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The day book. (Chicago, Ill.) 1911-1917, March 25, 1914, NOON EDITION, Image 7

Image and text provided by University of Illinois at Urbana-Champaign Library, Urbana, IL

Persistent link: http://chroniclingamerica.loc.gov/lccn/sn83045487/1914-03-25/ed-1/seq-7/

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GIRL'S STORY WOULD MAKE MOVIE THRILLER
OF COURSE, THERE IS A MAN IN IT
BY JANE WHITAKER
' Romance blooms eternal in the human heart, and often when life is
prosaic and drab our imaginations are most active coloring it with vivid
dreams.
Men enjoy fancying that in some crisis they would prove to be heroes.
Women, more given to sentimentality, like to fancy that they have inspired
deep and hopeless loves, but few of us ever let these dreams go beyond our
own knowledge.
Anna Sponder, a girl of nineteen with slumberous brown eyes,, full lips
that are very red and petulant, is romantic, but according to the Belief of
her mother and of Captain Meagher of the Desplaines street station there
isn't anything more than romance back of the story she tells that would
make a veritable thriller for a moving picture scenario.
I talked to Anna while she sat on the cot in her cell. She was very ad
verse to talking to me. I did not look at all romantic, and I had to show a
keen interest in thrilling abductions before she consented to tell me the
story.
Of course there is a man in it. His name is Felix Selyak, and Anna has
him placed in the romance as the man who loves her to a degree of insane
jealousy, and who also loves her
hopelessly, since she is sure she will
never make him happy by marrying
him.
According to Anna, jealous rages
have caused Felix many times to
threaten to take her away where she
would never see men any more, and
she is positive in her assertion that
thft mmpriminp rIip rolntAS was
brought about by Felix in order that j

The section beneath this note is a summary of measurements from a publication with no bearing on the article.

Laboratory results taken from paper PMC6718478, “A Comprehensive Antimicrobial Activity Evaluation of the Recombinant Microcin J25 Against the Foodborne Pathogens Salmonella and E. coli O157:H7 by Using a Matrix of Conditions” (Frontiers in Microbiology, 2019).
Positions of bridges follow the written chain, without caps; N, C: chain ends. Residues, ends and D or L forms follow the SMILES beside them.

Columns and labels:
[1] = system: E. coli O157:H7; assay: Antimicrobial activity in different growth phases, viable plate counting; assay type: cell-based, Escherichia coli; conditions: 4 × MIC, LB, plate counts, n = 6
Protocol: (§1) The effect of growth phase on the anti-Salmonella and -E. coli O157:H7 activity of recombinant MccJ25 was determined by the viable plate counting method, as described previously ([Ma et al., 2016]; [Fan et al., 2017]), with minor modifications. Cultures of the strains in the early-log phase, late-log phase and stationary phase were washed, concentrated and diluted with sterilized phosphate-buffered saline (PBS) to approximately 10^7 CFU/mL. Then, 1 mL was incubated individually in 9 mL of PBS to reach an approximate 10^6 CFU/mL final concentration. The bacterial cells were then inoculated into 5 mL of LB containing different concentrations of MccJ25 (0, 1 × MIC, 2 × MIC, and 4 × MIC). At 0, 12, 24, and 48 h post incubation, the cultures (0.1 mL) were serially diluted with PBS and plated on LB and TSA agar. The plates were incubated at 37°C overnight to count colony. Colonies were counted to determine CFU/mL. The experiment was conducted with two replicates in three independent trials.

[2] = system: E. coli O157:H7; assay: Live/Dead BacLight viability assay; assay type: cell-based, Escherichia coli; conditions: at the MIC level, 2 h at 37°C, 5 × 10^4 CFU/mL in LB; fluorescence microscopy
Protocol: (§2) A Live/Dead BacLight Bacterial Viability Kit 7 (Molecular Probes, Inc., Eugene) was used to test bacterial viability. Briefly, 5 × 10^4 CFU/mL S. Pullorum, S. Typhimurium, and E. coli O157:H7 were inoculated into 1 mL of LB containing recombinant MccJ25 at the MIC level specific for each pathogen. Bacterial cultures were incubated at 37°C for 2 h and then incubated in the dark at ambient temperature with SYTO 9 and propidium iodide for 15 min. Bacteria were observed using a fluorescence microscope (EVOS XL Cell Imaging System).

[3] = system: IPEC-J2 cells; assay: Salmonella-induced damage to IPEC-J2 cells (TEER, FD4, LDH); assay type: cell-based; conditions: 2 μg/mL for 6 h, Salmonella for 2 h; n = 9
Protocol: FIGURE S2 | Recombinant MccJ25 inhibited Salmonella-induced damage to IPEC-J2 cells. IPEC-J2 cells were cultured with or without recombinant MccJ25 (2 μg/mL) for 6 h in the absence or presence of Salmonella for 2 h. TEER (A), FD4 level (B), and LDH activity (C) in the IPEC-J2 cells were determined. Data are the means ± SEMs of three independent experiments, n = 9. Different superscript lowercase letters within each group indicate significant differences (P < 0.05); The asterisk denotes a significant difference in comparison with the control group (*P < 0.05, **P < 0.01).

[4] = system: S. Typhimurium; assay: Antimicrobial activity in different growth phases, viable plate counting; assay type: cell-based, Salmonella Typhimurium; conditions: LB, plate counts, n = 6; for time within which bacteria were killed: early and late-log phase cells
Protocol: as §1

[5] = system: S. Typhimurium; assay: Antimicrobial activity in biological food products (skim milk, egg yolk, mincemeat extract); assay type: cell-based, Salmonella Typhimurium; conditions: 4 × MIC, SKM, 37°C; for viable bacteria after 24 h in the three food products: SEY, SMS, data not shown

he might carry out his jealous pur
pose. There is a struggle in an office
building, whither Anna says she had
gone to get back pay front; Simnionds
& Simmonds, binders. The firm, how
ever, say that Anna has not worked
there since last November and that
she did not draw any money Satur
day. Anna says she got $10 and put
it with the $9 she already had in her
stocking.
The scene for the abduction is
splendidly laid. There is an office
building deserted. The elevator is
not running. Two swarthy men have
followed Anna from the street. As
she walks down the stairs and is al
most at the bottom they spring upon
her. A handkerchief with chloroform
is pressed tp her nose and she can
not struggle.
There is a touring car outside
what modern romance is complete
without a touring car and into this
car, in the middle of the day, at the
busy corner of Dearborn and Van
Buren streets, Anna is led by her cap
tors in a half conscious condition.
Felix, the villain, is inside the auto,
leaning back in true villain-ish man
ner, smiling with a diabolical "You-are-mine-now-Fair-Lady"
smile.
The chloroform was still pressed to
Anna's nostrils, yet, though she could
not struggle, she knew the car went
on the boulevard and that it turned
west. And then came darkness.
The story shifts to Sunday. The
setting is a little room in the build
ing at Madison and Halsted street.
Anna has become conscious several
times during the night, but she has
been too weak to move, though she
does manage in the dark to write a
postal card and the writing is in
splendid alignment and very distinct.
It is a call for "help, and Anna slips
it under the door into the corridor.
Again comes unconsciousness. No

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